Saturday, January 30, 2010

Avatar - Really?

After 4 weeks of trying to get tickets and babysitting logistics straightened, we finally made it to see "Avatar" in 3D IMAX. I liked the IMAX screen, but the 3D experience was personally rough. The flimsy plastic in the glasses were not straight and distorted images, giving me a headache. Periodically, I had to take off the glasses to relax my eyes.

Is it worth seeing? Yes. Is it worth the hype? Not really.

The utopian planet that's been recreated is just luscious and gorgeous. During this time, I actually thanked the filmmakers for creating such a beautiful and creative landscape. I loved the stones that were naturally carved into perfect arches, the "hallelujah mountains." For the "humanoids", the design of having a tail that was like a "universal plug" into the earth was a cool concept. The connection of living beings to the spiritual world and the planet is beautiful. The experience of flying at high speeds is exhilarating.

Spoilers Alert!!

Can we make the characters not be such caricatures? The military colonel was pumped up with testerstone and conglomeration of every cliche of power hungry bully. It was interesting that they didn't depict a specific country leading the take over, but a corporation. We don't know exactly what was the benefit of the stone. It would've been more justifiable to say that stone would help repopulate earth or something like that. But, they left it at shareholder greed.

The indigo indigenous people were a mix of all the tribals known to general audiences - African and Native American. The filmmakers really stayed with the stories and practices of Native Americans. Maybe it's a purposeful action so the audiences can connect. But, you have tribals in all parts of the world that have nature based practices. I don't know why Na'vi had to hunt in the first place - they have a plentiful resources.

The action scene at the end reminded me of the battle scene from "Chronicles of Narnia." We already know about the "Dances with Wolves", "Pocahontas" and 'The Last Samurai" connections. There's also a nod to the "Transformers."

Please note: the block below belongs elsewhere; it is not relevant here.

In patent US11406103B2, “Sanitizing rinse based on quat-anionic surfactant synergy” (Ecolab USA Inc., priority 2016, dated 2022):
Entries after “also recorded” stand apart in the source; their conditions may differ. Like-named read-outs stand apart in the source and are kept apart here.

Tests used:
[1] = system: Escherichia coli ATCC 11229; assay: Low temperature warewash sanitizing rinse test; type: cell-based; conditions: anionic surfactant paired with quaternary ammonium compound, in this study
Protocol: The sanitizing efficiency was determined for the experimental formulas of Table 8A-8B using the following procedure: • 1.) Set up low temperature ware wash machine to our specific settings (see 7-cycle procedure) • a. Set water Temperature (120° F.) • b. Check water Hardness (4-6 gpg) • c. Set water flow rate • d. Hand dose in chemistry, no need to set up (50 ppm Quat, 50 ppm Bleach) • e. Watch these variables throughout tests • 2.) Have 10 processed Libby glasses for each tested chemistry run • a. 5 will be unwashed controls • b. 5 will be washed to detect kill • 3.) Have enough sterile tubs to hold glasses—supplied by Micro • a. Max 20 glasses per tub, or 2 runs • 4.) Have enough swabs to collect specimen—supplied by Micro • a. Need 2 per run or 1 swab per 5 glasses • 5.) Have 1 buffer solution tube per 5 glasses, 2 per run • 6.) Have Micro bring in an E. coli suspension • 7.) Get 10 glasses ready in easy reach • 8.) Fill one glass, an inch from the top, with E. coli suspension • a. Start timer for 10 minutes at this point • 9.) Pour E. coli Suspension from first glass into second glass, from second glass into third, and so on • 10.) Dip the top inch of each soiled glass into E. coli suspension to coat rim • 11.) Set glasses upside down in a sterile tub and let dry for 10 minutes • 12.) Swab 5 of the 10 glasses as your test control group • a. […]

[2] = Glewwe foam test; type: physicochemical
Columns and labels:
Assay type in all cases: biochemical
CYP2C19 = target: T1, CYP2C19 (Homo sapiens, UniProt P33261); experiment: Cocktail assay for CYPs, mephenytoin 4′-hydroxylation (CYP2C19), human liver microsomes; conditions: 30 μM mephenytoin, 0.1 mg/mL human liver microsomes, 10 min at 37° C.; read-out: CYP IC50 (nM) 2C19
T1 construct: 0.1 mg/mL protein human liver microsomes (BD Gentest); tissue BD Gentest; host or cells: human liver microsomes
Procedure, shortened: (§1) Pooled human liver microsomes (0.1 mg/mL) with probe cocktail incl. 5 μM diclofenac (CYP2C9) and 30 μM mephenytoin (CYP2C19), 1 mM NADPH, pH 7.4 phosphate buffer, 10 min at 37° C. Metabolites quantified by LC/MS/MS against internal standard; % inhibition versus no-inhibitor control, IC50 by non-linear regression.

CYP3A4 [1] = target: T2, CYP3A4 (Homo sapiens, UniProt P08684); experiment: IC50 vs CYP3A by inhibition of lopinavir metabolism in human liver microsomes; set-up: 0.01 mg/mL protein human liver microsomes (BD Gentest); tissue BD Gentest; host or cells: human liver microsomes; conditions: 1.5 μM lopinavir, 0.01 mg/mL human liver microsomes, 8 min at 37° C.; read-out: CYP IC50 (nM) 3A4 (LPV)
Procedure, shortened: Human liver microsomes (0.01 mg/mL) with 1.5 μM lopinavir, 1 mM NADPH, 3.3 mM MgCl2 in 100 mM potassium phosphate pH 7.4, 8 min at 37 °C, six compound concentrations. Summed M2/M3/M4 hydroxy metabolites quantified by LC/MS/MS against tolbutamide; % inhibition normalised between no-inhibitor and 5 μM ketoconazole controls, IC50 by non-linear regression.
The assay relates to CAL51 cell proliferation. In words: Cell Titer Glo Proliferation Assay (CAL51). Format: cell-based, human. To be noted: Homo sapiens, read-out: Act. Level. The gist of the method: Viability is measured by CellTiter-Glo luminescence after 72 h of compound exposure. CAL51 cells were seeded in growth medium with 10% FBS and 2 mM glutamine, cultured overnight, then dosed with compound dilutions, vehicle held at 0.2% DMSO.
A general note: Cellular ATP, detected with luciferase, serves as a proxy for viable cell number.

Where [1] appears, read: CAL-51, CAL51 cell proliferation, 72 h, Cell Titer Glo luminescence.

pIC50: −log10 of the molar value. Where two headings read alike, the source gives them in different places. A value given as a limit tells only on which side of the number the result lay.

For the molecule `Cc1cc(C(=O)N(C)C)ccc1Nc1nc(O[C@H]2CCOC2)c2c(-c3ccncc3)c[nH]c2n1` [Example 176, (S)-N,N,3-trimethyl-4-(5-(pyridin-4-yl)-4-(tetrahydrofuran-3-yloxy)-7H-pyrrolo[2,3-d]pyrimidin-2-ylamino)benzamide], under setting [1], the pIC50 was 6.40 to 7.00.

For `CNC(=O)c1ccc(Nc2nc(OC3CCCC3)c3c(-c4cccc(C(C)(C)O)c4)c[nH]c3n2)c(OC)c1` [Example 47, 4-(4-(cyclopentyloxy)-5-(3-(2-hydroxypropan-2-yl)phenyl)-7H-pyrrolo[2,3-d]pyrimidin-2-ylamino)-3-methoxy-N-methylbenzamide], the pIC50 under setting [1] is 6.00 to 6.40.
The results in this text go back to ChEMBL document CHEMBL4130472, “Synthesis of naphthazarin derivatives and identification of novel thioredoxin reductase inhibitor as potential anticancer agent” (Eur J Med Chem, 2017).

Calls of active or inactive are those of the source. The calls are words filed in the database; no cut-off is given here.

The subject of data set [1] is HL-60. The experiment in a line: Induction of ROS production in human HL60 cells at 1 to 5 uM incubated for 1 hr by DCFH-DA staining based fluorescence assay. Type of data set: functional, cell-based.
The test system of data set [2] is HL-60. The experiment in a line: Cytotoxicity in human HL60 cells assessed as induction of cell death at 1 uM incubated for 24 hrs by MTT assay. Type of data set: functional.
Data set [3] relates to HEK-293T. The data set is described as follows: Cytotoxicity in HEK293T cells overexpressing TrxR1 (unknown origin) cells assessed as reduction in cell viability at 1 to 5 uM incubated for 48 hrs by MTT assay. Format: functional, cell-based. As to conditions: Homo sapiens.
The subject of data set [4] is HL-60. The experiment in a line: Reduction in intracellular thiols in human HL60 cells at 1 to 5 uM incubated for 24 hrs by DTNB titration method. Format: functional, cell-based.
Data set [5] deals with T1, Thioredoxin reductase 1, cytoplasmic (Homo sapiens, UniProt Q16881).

Also, we were flipping through the new "Planet of the Apes" on TV the other night. There's a part where Mark Wahlberg tries to inspire the human prisoners to revolt. He says human history is full of humans fighting back and succeeding. It would've been nice if the people from Avatar had tapped into human history and seen what happens when the land and its people are sacrificed.

When the Home Tree is destroyed, it conjured the Twin Towers falling. My friends pointed out it reminded them of Sadaam Hussain's statue being torn down. In case you missed those "subtle" references, the Colonel has to say they have to take "pre-emptive action" and "fight terror with terror". I loved how "Shock and Awe" is still going to be a phrase used century from now. So, if they did not want to identify a country as leading the effort, they just slapped a label on it.

But overall, this is a movie about race and white men taking over. Note - Sigourney Weaver is a white woman who wanted to pursue scientific and diplomatic options. Here's an interesting POV on the issue of "white guilt movies."

By the way, Mr. Cameron, in the future will there be a computer space station with no Asian techies on board? Are they still going to call India for tech support from Pandora? Talk about your fantasies!

I'm stealing this quote from an online forum:
Man, was it amazingly beautiful, but it's gotta be the first one-dimensional 3D movie I've ever seen.

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